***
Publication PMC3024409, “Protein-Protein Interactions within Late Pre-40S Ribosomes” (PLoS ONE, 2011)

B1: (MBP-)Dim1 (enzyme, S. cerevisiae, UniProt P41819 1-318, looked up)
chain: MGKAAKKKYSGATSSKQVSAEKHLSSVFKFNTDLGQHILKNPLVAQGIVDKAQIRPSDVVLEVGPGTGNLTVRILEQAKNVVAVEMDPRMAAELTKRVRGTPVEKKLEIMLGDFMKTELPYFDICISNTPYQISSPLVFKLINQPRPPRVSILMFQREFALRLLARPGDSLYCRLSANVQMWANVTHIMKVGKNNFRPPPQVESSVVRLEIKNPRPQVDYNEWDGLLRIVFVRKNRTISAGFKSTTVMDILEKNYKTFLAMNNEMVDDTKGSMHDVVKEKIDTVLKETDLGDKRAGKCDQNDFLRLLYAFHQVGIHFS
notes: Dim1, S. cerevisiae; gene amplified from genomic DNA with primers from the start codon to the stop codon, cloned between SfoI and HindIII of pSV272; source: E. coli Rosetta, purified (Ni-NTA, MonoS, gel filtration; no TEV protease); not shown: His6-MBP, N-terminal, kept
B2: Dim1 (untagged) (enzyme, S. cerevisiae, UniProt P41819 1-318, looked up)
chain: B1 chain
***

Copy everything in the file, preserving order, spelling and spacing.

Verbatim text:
Publication PMC3024409, “Protein-Protein Interactions within Late Pre-40S Ribosomes” (PLoS ONE, 2011)

B1: (MBP-)Dim1 (enzyme, S. cerevisiae, UniProt P41819 1-318, looked up)
chain: MGKAAKKKYSGATSSKQVSAEKHLSSVFKFNTDLGQHILKNPLVAQGIVDKAQIRPSDVVLEVGPGTGNLTVRILEQAKNVVAVEMDPRMAAELTKRVRGTPVEKKLEIMLGDFMKTELPYFDICISNTPYQISSPLVFKLINQPRPPRVSILMFQREFALRLLARPGDSLYCRLSANVQMWANVTHIMKVGKNNFRPPPQVESSVVRLEIKNPRPQVDYNEWDGLLRIVFVRKNRTISAGFKSTTVMDILEKNYKTFLAMNNEMVDDTKGSMHDVVKEKIDTVLKETDLGDKRAGKCDQNDFLRLLYAFHQVGIHFS
notes: Dim1, S. cerevisiae; gene amplified from genomic DNA with primers from the start codon to the stop codon, cloned between SfoI and HindIII of pSV272; source: E. coli Rosetta, purified (Ni-NTA, MonoS, gel filtration; no TEV protease); not shown: His6-MBP, N-terminal, kept
B2: Dim1 (untagged) (enzyme, S. cerevisiae, UniProt P41819 1-318, looked up)
chain: B1 chain